Managing partner Craig Osborne (pictured) told Lawyers Weekly that his firm aims to transcend the three-tiered system by operating under a “reverse globalisation” model rather than as a traditional mid-tier law firm.
In a bid to price more competitively, the firm introduced fixed fees across all its services on 1 July, sharing the risk of legal action and reducing costs for clients.
The firm is now marketing itself as an attractive, mid-price alternative to Australian law firms based in capital cities and offshore businesses in developing countries.
RMB Lawyers’ bold new strategy saw it win the Excellence in Business category at the 2014 Momentum Energy Illawarra Business Awards in October and the firm was nominated for the upcoming NSW Business Chamber Awards.
“We are making a new market for ourselves that hasn’t existed in the past,” said Osborne.
In only a few months, the firm has attracted interest from large national and international banks and insurance and superannuation organisations that might otherwise outsource work to cities such as Mumbai or Manila.
“There is a fair chance that in a few months’ time we will be able to report that we have taken some work away from offshore businesses and back into Australia, which is great for employment in the regional space – which I think is good for everyone,” he added.
Punching above their weight
RMB Lawyers is a 130-year-old law firm that has made a name for itself by taking on the ‘big boys’ and winning a series of ‘David and Goliath’ compensation, defamation and negligence cases.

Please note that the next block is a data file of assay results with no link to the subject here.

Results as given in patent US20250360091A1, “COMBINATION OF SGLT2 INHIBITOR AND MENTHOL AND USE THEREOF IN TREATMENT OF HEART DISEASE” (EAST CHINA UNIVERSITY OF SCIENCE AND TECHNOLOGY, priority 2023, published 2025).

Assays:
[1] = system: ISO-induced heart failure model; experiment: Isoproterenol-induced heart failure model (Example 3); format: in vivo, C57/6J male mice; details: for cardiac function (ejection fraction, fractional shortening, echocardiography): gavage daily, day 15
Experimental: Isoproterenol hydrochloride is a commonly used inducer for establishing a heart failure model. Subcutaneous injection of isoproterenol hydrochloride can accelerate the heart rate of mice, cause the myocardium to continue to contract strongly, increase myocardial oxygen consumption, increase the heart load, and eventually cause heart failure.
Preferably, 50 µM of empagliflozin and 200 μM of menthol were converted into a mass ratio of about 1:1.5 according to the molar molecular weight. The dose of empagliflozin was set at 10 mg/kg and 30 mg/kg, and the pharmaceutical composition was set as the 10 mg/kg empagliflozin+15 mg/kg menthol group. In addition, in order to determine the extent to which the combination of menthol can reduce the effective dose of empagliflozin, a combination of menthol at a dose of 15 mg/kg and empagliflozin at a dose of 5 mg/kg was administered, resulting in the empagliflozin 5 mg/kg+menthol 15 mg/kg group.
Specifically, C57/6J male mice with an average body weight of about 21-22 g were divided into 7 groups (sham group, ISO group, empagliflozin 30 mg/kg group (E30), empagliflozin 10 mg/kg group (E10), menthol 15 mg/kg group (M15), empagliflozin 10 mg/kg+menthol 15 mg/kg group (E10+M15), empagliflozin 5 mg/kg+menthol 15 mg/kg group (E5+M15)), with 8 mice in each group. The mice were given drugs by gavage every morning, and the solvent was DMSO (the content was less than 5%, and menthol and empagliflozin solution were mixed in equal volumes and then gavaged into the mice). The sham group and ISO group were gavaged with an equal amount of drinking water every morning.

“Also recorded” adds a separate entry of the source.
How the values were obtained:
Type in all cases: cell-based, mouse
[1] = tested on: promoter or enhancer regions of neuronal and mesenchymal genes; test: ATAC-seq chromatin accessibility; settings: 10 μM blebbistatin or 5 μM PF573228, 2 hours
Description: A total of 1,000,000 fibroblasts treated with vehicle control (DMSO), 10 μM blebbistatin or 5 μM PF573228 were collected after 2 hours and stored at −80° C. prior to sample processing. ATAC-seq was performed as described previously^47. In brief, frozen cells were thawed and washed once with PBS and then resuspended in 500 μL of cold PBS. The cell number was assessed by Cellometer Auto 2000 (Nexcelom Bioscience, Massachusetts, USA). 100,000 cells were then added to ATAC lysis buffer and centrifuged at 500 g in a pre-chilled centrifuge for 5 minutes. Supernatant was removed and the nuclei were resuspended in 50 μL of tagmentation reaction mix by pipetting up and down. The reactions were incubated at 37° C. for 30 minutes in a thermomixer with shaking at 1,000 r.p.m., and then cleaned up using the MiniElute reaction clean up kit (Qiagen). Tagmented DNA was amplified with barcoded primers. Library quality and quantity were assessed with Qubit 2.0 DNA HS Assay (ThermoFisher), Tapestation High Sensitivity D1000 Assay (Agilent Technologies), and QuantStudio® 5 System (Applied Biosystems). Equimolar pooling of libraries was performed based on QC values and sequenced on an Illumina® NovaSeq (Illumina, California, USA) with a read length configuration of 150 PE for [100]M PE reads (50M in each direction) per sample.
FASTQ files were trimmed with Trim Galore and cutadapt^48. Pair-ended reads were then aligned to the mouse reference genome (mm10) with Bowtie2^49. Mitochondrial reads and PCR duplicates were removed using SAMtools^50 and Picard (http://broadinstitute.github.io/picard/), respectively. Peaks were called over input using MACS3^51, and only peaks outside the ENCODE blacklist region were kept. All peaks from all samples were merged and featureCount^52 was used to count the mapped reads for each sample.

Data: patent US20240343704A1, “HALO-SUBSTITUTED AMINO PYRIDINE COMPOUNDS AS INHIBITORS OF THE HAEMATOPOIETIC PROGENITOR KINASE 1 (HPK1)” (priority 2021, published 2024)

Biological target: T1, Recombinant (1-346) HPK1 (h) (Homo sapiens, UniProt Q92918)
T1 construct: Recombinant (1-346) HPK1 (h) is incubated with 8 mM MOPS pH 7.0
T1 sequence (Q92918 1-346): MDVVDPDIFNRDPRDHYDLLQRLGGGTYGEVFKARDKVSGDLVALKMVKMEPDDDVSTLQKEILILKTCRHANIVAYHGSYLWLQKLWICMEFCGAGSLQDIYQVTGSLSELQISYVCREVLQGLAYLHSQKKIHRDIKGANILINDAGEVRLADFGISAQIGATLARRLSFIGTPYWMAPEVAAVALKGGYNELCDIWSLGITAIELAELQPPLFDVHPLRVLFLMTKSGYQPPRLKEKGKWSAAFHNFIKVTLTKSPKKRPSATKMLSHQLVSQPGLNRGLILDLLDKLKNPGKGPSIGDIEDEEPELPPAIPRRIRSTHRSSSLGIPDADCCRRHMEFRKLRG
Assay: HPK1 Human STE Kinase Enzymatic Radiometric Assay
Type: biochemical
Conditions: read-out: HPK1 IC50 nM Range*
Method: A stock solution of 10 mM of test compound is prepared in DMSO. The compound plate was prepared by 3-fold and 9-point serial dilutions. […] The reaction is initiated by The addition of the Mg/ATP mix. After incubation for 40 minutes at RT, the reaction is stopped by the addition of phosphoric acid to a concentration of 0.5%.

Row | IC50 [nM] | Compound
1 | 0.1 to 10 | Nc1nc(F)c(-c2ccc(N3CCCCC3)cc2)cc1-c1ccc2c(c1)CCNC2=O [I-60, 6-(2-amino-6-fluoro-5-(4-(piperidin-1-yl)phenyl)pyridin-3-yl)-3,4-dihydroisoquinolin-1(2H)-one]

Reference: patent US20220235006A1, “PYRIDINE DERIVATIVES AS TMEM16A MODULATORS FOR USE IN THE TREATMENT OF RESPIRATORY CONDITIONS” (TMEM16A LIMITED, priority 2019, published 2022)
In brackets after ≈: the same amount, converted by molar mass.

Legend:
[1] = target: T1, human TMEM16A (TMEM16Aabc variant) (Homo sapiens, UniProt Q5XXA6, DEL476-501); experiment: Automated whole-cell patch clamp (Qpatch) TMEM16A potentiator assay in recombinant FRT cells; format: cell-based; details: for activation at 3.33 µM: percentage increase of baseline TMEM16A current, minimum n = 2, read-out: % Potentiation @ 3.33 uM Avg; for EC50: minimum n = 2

“The most recent have been against banks with respect to poor financial advice,” said Osborne. “We continue to attract work in that space. We’ve become quite good at it.”
However, document production work outsourced from capital cities is now one of the fastest growing areas for the firm.
“Globalisation means the small organisations have trouble competing, remaining relevant and using the proper technologies that will allow them to have leverage,” said Osborne.
“What we’re doing is inviting clients to work the other way. We are trying to commoditise legal work that has traditionally been done in capital cities.”
The volume of work has been increasing in this area, but the jury is still out as to whether this radical shift in business strategy has been a success.
In August 2014, the firm’s revenue went up by 10 per cent in comparison with last year’s monthly average – and had risen to 15 per cent by October.
“We’ve taken a big step and it’s working so far. Obviously, there’s a long way to go in the race but we are pretty pleased with the results. We will have a clearer picture on revenue by December,” said Osborne.
The firm currently has 10 partners across its Wollongong, Sydney, Bowral, Nowra, Kiama and Dapto offices. Osborne indicated that as the workflow continues to increase, the firm will look to expand into the suburbs of Wollongong or Nowra and have a large scale operation at a low-cost base.
“We don’t think the business world will be the same again. We see [it] moving faster and if we are going to steer that world properly and effectively, then we have got to be moving at least as fast,” Osborne said.